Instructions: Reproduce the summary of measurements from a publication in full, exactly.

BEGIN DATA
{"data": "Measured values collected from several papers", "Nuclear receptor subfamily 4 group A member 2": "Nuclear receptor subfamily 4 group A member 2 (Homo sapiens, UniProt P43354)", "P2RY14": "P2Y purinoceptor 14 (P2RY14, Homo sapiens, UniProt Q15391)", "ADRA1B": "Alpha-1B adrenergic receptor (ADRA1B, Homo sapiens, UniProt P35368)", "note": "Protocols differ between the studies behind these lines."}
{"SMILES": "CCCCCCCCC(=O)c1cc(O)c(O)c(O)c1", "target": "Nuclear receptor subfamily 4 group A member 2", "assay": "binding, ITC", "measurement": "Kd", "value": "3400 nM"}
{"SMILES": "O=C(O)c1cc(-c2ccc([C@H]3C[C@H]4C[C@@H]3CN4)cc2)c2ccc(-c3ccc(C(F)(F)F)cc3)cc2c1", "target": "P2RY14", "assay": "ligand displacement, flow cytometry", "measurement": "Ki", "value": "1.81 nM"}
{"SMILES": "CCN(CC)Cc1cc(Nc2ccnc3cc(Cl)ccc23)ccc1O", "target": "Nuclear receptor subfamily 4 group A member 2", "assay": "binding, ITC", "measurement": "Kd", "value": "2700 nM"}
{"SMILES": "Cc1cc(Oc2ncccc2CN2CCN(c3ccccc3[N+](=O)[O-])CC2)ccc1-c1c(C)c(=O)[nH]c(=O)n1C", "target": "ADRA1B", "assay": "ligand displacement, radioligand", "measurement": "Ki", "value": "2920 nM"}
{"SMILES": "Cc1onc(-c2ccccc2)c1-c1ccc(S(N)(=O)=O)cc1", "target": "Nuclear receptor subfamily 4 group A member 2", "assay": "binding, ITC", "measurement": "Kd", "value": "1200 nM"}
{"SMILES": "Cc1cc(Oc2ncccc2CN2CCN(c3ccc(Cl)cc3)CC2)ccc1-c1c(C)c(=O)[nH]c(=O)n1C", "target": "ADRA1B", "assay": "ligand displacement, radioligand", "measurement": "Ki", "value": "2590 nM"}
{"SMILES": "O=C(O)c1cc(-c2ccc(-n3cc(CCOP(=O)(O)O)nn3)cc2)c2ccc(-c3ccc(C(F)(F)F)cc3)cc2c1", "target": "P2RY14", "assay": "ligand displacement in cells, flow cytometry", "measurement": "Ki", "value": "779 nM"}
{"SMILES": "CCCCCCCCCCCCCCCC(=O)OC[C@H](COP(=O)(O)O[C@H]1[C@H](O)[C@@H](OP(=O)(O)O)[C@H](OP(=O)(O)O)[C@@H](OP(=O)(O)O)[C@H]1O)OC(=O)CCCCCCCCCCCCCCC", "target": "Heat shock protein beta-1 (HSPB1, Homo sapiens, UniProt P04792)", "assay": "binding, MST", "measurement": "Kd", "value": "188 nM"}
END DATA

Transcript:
{"data": "Measured values collected from several papers", "Nuclear receptor subfamily 4 group A member 2": "Nuclear receptor subfamily 4 group A member 2 (Homo sapiens, UniProt P43354)", "P2RY14": "P2Y purinoceptor 14 (P2RY14, Homo sapiens, UniProt Q15391)", "ADRA1B": "Alpha-1B adrenergic receptor (ADRA1B, Homo sapiens, UniProt P35368)", "note": "Protocols differ between the studies behind these lines."}
{"SMILES": "CCCCCCCCC(=O)c1cc(O)c(O)c(O)c1", "target": "Nuclear receptor subfamily 4 group A member 2", "assay": "binding, ITC", "measurement": "Kd", "value": "3400 nM"}
{"SMILES": "O=C(O)c1cc(-c2ccc([C@H]3C[C@H]4C[C@@H]3CN4)cc2)c2ccc(-c3ccc(C(F)(F)F)cc3)cc2c1", "target": "P2RY14", "assay": "ligand displacement, flow cytometry", "measurement": "Ki", "value": "1.81 nM"}
{"SMILES": "CCN(CC)Cc1cc(Nc2ccnc3cc(Cl)ccc23)ccc1O", "target": "Nuclear receptor subfamily 4 group A member 2", "assay": "binding, ITC", "measurement": "Kd", "value": "2700 nM"}
{"SMILES": "Cc1cc(Oc2ncccc2CN2CCN(c3ccccc3[N+](=O)[O-])CC2)ccc1-c1c(C)c(=O)[nH]c(=O)n1C", "target": "ADRA1B", "assay": "ligand displacement, radioligand", "measurement": "Ki", "value": "2920 nM"}
{"SMILES": "Cc1onc(-c2ccccc2)c1-c1ccc(S(N)(=O)=O)cc1", "target": "Nuclear receptor subfamily 4 group A member 2", "assay": "binding, ITC", "measurement": "Kd", "value": "1200 nM"}
{"SMILES": "Cc1cc(Oc2ncccc2CN2CCN(c3ccc(Cl)cc3)CC2)ccc1-c1c(C)c(=O)[nH]c(=O)n1C", "target": "ADRA1B", "assay": "ligand displacement, radioligand", "measurement": "Ki", "value": "2590 nM"}
{"SMILES": "O=C(O)c1cc(-c2ccc(-n3cc(CCOP(=O)(O)O)nn3)cc2)c2ccc(-c3ccc(C(F)(F)F)cc3)cc2c1", "target": "P2RY14", "assay": "ligand displacement in cells, flow cytometry", "measurement": "Ki", "value": "779 nM"}
{"SMILES": "CCCCCCCCCCCCCCCC(=O)OC[C@H](COP(=O)(O)O[C@H]1[C@H](O)[C@@H](OP(=O)(O)O)[C@H](OP(=O)(O)O)[C@@H](OP(=O)(O)O)[C@H]1O)OC(=O)CCCCCCCCCCCCCCC", "target": "Heat shock protein beta-1 (HSPB1, Homo sapiens, UniProt P04792)", "assay": "binding, MST", "measurement": "Kd", "value": "188 nM"}